The total number of hire cars has fallen by some 50,000. | Gemma Andreu

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Car-hire firms in the Balearics are in broad agreement with the Balearic government regarding limits to the number of hire cars on the islands.

The president of the AEVAB vehicle rental association in the Balearics, Ramon Reus, says: "We have spoken with the government about trying to put a moratorium on all the islands, because we can see that in Formentera this is working. The 70,000 to 75,000 cars that there are now are enough."

A cap on the number of hire cars would be in line with the government's energy transition and climate change plan. Under this plan, the intention is for island councils to be able to set a limit on the number of cars entering each island. Pep Malagrava, the director-general for energy and climate change, says that the government needs to establish criteria. Based on these, each island would determine how many cars it can support.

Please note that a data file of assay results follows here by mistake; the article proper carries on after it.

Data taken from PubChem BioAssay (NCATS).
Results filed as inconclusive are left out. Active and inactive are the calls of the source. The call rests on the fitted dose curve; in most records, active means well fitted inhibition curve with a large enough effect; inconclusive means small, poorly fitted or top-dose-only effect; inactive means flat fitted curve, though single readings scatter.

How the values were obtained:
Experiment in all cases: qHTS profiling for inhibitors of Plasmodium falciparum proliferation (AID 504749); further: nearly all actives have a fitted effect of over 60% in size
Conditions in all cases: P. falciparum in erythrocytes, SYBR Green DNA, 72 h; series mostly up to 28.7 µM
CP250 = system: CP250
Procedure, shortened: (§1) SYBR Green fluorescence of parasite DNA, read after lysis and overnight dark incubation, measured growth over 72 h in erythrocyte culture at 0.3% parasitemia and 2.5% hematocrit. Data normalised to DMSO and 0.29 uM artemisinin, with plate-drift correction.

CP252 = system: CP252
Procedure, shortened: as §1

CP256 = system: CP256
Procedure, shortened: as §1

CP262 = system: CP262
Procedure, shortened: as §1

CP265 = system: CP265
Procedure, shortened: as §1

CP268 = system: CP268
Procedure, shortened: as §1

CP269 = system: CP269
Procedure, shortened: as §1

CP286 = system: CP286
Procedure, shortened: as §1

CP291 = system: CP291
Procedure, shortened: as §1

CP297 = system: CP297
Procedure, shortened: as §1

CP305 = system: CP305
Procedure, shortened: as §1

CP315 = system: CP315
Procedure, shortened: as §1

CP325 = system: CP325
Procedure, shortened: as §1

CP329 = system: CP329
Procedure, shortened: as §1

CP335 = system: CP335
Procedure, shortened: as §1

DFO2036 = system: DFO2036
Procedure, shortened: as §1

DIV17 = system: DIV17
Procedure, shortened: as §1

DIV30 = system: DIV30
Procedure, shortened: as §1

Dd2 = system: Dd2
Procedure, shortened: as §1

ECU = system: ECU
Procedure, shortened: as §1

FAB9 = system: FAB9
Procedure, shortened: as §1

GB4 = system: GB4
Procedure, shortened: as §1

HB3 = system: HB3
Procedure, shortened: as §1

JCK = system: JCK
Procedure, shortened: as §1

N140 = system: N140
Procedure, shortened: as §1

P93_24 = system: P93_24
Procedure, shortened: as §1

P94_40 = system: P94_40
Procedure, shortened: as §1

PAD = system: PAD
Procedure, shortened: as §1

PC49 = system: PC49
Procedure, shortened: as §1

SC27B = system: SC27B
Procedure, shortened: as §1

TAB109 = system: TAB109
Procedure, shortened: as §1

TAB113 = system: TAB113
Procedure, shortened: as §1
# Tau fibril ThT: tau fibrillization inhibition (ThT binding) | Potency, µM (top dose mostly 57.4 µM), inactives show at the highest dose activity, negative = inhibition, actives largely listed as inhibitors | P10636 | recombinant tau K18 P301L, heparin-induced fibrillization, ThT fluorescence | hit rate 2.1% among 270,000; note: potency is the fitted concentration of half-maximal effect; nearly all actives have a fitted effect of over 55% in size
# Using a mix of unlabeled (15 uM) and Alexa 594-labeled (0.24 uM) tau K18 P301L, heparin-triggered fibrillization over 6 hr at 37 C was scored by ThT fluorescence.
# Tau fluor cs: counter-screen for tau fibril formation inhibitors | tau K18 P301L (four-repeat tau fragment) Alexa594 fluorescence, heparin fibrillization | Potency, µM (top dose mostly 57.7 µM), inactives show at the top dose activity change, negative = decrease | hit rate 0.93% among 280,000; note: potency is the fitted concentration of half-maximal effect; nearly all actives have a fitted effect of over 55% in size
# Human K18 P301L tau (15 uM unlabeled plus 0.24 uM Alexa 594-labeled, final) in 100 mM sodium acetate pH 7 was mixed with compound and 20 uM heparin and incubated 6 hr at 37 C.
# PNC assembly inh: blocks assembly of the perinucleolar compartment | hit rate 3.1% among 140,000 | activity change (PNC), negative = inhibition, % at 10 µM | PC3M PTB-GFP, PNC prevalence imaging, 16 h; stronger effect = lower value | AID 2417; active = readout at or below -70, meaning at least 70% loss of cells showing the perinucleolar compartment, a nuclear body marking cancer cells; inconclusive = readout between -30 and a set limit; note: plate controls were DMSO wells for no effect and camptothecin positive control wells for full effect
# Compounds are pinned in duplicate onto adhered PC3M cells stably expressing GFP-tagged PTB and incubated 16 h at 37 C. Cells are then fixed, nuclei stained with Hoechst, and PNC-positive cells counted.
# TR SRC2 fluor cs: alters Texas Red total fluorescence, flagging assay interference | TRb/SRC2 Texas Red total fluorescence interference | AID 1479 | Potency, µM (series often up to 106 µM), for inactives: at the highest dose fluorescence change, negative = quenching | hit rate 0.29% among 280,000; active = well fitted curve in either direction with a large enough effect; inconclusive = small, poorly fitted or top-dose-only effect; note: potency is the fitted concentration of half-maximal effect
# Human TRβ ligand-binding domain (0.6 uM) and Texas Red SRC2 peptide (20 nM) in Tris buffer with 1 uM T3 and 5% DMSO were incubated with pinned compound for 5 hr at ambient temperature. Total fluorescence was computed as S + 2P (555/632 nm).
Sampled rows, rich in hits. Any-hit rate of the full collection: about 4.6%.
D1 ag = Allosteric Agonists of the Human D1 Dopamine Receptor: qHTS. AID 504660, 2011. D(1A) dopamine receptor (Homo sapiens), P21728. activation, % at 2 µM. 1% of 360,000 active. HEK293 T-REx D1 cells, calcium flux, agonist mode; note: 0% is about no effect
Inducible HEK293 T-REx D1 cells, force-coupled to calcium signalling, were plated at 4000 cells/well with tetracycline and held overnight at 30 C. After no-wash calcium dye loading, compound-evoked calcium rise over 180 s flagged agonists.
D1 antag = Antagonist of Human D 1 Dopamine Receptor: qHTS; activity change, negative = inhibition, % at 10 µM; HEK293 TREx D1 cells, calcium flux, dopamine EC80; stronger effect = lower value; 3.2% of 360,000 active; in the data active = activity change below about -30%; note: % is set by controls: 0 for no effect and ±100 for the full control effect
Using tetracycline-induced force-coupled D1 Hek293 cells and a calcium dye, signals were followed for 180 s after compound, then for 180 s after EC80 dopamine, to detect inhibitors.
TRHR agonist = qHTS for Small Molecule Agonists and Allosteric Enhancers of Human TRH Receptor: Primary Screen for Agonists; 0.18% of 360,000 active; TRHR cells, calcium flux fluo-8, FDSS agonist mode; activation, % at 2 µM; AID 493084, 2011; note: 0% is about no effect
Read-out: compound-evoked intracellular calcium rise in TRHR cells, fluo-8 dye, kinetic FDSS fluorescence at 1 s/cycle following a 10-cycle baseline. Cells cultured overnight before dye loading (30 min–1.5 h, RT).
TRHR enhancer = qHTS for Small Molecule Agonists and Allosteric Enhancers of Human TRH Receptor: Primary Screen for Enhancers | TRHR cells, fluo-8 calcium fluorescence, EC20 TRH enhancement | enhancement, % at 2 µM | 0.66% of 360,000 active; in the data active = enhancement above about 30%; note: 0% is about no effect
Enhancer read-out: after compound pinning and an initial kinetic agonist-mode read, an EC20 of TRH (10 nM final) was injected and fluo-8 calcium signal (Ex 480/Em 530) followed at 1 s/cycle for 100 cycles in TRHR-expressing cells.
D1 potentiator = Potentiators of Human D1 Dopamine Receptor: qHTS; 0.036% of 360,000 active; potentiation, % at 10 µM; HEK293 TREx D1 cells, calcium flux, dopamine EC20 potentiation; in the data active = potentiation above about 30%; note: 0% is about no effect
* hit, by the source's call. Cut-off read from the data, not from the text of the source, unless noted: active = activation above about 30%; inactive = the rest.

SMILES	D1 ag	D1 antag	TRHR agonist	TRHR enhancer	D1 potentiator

Mallorca, Menorca and Ibiza would therefore join Formentera in stipulating limits on how many vehicles can enter - hire cars in particular. "We believe that limits must be set because you cannot grow in an unlimited way if you want to be sustainable," adds Malagrava.

At present, the hire-car fleet is considerably lower than it was before the pandemic. There were some 120,000 vehicles. The pandemic and the impact on tourism led to the disappearance of almost 50,000 cars, and a significant part of the islands' car-hire sector believes that the current numbers should not be exceeded again.

Around 75,000 would equate to some seven per cent of all vehicles in the Balearics, Reus noting that, in general, the congestion on roads in the Balearics "is not the fault of hire cars". With more than a million vehicles, excluding hire cars, there is roughly one vehicle for every inhabitant of the islands.

Antoni Masferrer, the president of Baleval, the other car-hire association in the Balearics, says that they are still waiting for the government to make specific proposals and to indicate how new regulations would correspond to Spanish and European legislation.

Meanwhile, Malagrava insists that "we have to decarbonise" the total fleet of vehicles and that achieving this will require an improvement in public transport.